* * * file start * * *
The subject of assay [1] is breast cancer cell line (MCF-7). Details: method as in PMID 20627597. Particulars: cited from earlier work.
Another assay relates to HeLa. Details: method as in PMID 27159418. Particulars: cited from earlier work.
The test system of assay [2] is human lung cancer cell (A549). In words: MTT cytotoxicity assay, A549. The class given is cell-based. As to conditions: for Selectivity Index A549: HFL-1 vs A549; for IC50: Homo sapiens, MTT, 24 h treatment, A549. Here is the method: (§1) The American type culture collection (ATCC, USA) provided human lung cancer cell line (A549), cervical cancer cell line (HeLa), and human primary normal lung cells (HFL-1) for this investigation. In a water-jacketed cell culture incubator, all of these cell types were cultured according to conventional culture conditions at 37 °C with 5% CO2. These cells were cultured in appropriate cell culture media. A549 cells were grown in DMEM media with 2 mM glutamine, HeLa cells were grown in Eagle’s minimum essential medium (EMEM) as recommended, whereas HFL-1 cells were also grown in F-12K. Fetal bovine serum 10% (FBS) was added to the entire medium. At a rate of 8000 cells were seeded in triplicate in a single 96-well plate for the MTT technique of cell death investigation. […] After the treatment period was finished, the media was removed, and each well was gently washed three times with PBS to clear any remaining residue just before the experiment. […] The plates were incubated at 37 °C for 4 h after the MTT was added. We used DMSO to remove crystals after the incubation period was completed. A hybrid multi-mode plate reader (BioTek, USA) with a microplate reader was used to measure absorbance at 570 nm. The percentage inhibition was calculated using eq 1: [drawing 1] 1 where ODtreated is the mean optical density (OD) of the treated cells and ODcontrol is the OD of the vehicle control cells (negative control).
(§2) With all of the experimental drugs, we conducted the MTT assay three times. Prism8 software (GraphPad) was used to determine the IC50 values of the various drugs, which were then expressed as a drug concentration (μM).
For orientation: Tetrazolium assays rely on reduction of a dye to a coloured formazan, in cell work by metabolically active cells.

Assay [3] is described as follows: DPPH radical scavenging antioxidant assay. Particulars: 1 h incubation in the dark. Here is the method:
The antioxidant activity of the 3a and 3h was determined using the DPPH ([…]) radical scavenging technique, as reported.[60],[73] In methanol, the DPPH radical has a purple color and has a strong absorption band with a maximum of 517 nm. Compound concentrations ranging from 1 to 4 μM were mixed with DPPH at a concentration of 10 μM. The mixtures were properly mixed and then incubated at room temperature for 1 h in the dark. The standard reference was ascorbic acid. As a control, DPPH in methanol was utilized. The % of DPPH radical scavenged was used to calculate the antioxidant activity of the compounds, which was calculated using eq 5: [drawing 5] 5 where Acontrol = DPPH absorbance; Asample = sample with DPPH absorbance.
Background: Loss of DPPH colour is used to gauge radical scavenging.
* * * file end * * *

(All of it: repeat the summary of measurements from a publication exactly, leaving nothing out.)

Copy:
The subject of assay [1] is breast cancer cell line (MCF-7). Details: method as in PMID 20627597. Particulars: cited from earlier work.
Another assay relates to HeLa. Details: method as in PMID 27159418. Particulars: cited from earlier work.
The test system of assay [2] is human lung cancer cell (A549). In words: MTT cytotoxicity assay, A549. The class given is cell-based. As to conditions: for Selectivity Index A549: HFL-1 vs A549; for IC50: Homo sapiens, MTT, 24 h treatment, A549. Here is the method: (§1) The American type culture collection (ATCC, USA) provided human lung cancer cell line (A549), cervical cancer cell line (HeLa), and human primary normal lung cells (HFL-1) for this investigation. In a water-jacketed cell culture incubator, all of these cell types were cultured according to conventional culture conditions at 37 °C with 5% CO2. These cells were cultured in appropriate cell culture media. A549 cells were grown in DMEM media with 2 mM glutamine, HeLa cells were grown in Eagle’s minimum essential medium (EMEM) as recommended, whereas HFL-1 cells were also grown in F-12K. Fetal bovine serum 10% (FBS) was added to the entire medium. At a rate of 8000 cells were seeded in triplicate in a single 96-well plate for the MTT technique of cell death investigation. […] After the treatment period was finished, the media was removed, and each well was gently washed three times with PBS to clear any remaining residue just before the experiment. […] The plates were incubated at 37 °C for 4 h after the MTT was added. We used DMSO to remove crystals after the incubation period was completed. A hybrid multi-mode plate reader (BioTek, USA) with a microplate reader was used to measure absorbance at 570 nm. The percentage inhibition was calculated using eq 1: [drawing 1] 1 where ODtreated is the mean optical density (OD) of the treated cells and ODcontrol is the OD of the vehicle control cells (negative control).
(§2) With all of the experimental drugs, we conducted the MTT assay three times. Prism8 software (GraphPad) was used to determine the IC50 values of the various drugs, which were then expressed as a drug concentration (μM).
For orientation: Tetrazolium assays rely on reduction of a dye to a coloured formazan, in cell work by metabolically active cells.

Assay [3] is described as follows: DPPH radical scavenging antioxidant assay. Particulars: 1 h incubation in the dark. Here is the method:
The antioxidant activity of the 3a and 3h was determined using the DPPH ([…]) radical scavenging technique, as reported.[60],[73] In methanol, the DPPH radical has a purple color and has a strong absorption band with a maximum of 517 nm. Compound concentrations ranging from 1 to 4 μM were mixed with DPPH at a concentration of 10 μM. The mixtures were properly mixed and then incubated at room temperature for 1 h in the dark. The standard reference was ascorbic acid. As a control, DPPH in methanol was utilized. The % of DPPH radical scavenged was used to calculate the antioxidant activity of the compounds, which was calculated using eq 5: [drawing 5] 5 where Acontrol = DPPH absorbance; Asample = sample with DPPH absorbance.
Background: Loss of DPPH colour is used to gauge radical scavenging.